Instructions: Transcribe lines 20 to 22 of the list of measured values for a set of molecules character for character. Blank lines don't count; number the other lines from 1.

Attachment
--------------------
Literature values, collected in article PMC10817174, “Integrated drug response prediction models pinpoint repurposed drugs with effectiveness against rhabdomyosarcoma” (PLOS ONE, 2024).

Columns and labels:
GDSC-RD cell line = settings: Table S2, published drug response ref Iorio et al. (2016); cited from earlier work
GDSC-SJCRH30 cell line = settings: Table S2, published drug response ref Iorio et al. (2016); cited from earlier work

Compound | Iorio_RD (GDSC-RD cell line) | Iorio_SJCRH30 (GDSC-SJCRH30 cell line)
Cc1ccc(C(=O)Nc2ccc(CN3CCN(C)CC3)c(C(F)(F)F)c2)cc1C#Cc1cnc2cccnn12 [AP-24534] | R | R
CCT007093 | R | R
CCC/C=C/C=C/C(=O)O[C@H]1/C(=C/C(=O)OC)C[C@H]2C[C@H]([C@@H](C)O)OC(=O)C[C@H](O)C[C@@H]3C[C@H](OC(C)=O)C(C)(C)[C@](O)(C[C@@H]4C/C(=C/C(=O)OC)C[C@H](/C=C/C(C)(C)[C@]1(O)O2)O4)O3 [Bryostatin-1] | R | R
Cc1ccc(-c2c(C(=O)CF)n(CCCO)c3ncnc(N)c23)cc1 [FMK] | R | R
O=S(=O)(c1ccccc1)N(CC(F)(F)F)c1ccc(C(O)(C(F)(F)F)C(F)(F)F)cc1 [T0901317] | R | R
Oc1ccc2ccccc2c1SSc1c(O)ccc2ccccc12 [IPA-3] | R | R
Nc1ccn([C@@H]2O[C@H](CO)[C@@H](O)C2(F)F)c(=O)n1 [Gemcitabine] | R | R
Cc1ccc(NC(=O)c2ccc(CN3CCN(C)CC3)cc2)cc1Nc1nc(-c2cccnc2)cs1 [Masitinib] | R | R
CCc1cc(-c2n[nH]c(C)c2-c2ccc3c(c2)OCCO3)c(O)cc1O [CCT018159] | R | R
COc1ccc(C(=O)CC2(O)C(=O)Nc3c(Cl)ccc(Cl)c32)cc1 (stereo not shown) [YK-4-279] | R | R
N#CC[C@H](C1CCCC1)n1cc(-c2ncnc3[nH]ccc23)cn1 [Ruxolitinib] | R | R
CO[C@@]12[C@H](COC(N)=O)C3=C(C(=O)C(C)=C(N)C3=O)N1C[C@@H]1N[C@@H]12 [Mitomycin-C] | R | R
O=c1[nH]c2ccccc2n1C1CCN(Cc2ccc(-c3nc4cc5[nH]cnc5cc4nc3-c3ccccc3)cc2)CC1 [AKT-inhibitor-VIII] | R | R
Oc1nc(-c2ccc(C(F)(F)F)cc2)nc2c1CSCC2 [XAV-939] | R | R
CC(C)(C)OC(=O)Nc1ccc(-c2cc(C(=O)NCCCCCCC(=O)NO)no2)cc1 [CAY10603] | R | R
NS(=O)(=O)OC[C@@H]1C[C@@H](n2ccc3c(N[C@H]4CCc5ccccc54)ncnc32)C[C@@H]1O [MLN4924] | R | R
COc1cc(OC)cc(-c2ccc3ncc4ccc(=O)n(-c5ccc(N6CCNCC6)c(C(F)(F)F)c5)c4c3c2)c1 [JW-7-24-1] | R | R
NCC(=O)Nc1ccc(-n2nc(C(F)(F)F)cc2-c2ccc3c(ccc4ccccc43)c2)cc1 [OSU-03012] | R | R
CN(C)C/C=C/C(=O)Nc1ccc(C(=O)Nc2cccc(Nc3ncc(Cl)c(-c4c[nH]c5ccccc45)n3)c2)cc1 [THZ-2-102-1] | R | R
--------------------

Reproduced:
CC(C)(C)OC(=O)Nc1ccc(-c2cc(C(=O)NCCCCCCC(=O)NO)no2)cc1 [CAY10603] | R | R
NS(=O)(=O)OC[C@@H]1C[C@@H](n2ccc3c(N[C@H]4CCc5ccccc54)ncnc32)C[C@@H]1O [MLN4924] | R | R
COc1cc(OC)cc(-c2ccc3ncc4ccc(=O)n(-c5ccc(N6CCNCC6)c(C(F)(F)F)c5)c4c3c2)c1 [JW-7-24-1] | R | R